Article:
June 18, 2006
June 18, 2006
June 21, 2006
11.110.1 - 11.110.8
A Remotely Controlled and Isolated Computer Network Test Bed for Attack Understanding Based Information Assurance Distance Education Courses Abstract
Information assurance (IA) education has become an important topic in information technology related curriculums. Within the culture of IA educators, there are two pedagogical strategies: defense assurance and attack understanding. Defense assurance focuses on appropriate ways to build and maintain systems that are less vulnerable to attack. Attack understanding focuses on strategies for attacking and how to defend against them. Curriculums that focus more on attack understanding can use isolated test beds to provide laboratory experiences for the students to attack and defend networks. In a face-to-face environment, the test bed isolation can be accomplished by excluding wireless, infrared, and EoP (Ethernet over Power) interfaces, disabling any removable media, and by having only power cables (i.e. no network cables) extend beyond the test bed.
Unfortunately, the use of air-gap isolation is unsuitable in a distance education (DE) environment. Remote students must control equipment in the test bed and therefore must have some sort of access. Computer and networking equipment laboratories are provided in some defense-assurance-focused DE courses, but the access methodology is usually designed to only prevent external access by unauthorized machines. This can be accomplished by using a VPN concentrator or other access firewall. In the case of attack- understanding-based laboratories, the access methodologies employed must guarantee the prevention of any attack escaping the confines of the test bed.
Take the example of a demonstration of worm propagation via email attachments. The attacking machine sends an email to the victim machine that has a worm attached as an executable file. As part of the lab exercise the victim machine executes the file, installing the worm on the victim machine. The attacking machine then gains access to some resource on the victim machine. In a DE environment, the educator is responsible for ensuring that the worm cannot escape the isolated environment.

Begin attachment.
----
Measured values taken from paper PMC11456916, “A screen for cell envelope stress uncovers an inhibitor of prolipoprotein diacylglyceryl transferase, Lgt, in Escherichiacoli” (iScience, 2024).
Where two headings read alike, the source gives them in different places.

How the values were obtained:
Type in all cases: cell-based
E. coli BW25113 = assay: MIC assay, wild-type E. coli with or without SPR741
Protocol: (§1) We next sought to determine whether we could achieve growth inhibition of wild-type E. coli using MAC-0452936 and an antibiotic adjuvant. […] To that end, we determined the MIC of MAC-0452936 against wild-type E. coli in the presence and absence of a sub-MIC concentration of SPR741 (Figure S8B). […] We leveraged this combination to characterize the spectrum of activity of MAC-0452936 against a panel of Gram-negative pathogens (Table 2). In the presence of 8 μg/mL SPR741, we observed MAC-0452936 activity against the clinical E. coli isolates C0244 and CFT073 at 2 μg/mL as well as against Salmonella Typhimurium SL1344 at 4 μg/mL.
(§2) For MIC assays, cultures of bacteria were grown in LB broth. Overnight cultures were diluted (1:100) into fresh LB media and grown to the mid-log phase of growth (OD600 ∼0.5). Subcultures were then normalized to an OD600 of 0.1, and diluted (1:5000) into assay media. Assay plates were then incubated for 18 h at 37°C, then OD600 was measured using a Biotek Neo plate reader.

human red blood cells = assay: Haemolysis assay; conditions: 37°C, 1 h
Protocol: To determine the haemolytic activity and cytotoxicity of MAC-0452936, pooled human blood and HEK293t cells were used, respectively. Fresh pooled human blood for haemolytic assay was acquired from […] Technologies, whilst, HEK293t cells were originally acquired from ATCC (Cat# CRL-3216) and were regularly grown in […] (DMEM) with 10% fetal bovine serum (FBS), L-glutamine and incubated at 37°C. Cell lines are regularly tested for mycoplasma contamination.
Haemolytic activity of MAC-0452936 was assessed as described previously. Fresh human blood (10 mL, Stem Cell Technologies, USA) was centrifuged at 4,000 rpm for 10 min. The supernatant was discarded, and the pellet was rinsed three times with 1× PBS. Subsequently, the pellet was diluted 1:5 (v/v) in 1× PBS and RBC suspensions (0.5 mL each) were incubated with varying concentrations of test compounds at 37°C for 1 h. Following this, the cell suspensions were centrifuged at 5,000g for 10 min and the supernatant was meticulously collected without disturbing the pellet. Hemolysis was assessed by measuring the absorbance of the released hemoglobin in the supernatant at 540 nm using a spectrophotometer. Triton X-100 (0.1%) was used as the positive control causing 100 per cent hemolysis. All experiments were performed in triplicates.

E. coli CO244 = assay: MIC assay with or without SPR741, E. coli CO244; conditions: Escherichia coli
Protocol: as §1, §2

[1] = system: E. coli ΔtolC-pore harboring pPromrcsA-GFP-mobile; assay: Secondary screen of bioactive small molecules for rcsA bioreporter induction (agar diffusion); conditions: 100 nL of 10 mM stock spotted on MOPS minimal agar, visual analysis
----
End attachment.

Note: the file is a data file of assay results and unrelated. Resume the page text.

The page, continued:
This paper discusses secure student access and network isolation techniques for DE network test beds and proposes the use of IP-based KVM switches as a mechanism for guaranteeing test bed isolation while maintaining remote access for the students. Tradeoffs of cost, capability, maintainability, and degree of isolation are also discussed.
The Internet has provided us quick and easy access to many information technology (IT) resources, and it has also provided access to those individuals that want to compromise those resources. Thus the importance of teaching students the basics of information security and the more general information assurance topics has become a necessity in curriculum related to computer information systems. Some curricula have allowed for in-
Lunsford, P., & Toderick, L., & Brooker, D. (2006, June), A Remotely Controlled And Isolated Computer Network Test Bed For Attack Understanding Based Information Assurance Distance Education Courses Paper presented at 2006 Annual Conference & Exposition, Chicago, Illinois. 10.18260/1-2--310
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